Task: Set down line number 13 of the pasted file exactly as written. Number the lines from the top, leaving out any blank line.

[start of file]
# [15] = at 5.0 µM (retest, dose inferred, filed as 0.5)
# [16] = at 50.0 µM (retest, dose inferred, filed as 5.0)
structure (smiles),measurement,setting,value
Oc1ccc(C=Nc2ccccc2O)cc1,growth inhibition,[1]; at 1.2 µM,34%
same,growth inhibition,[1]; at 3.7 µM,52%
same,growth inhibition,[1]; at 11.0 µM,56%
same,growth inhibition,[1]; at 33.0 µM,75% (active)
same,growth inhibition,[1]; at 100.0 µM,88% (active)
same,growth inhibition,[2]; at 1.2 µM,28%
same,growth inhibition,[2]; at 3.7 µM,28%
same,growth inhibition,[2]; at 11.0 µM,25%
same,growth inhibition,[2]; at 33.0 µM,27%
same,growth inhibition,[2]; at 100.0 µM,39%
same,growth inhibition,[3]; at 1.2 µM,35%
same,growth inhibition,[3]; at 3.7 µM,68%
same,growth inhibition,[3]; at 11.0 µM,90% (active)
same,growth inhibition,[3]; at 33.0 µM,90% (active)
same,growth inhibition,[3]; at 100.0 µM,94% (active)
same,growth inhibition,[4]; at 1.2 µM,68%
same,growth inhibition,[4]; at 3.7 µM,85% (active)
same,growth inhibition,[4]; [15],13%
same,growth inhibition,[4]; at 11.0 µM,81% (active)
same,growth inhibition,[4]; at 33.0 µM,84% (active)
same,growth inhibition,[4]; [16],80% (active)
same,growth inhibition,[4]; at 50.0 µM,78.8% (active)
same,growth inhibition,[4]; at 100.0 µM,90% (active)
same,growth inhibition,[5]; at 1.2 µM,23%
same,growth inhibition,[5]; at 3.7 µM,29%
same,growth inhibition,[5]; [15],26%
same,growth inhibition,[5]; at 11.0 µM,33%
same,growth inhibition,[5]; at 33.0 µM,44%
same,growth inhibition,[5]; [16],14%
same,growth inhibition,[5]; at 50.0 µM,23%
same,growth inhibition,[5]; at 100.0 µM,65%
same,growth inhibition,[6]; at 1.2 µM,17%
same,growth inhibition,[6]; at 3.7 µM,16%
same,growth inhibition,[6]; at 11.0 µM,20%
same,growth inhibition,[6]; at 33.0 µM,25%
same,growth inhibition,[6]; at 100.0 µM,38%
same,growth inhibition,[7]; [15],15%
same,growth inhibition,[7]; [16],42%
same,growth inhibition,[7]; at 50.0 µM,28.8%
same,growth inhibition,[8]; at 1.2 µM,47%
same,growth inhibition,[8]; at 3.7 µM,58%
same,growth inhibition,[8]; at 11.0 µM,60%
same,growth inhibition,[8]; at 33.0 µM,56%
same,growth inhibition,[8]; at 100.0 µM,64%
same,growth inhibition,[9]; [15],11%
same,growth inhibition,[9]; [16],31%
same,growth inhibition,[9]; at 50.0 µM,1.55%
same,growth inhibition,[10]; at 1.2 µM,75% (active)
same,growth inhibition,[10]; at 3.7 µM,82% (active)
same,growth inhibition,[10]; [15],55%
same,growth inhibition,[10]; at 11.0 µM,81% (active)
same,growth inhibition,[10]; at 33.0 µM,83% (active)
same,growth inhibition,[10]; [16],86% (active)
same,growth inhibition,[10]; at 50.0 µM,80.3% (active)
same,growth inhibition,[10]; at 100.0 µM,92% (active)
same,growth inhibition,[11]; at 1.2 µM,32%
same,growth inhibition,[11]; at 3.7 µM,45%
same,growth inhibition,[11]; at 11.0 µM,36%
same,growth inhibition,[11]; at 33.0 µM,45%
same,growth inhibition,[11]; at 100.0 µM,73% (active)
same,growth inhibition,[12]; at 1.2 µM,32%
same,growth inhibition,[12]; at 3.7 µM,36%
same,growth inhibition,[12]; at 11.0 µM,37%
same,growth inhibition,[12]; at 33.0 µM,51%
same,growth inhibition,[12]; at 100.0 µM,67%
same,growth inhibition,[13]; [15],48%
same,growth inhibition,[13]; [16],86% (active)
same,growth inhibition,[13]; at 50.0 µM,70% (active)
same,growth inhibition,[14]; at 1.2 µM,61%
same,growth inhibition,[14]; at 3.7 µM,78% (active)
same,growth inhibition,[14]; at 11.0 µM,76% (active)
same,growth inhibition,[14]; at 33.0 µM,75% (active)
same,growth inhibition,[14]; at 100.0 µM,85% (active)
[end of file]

same,growth inhibition,[2]; at 100.0 µM,39%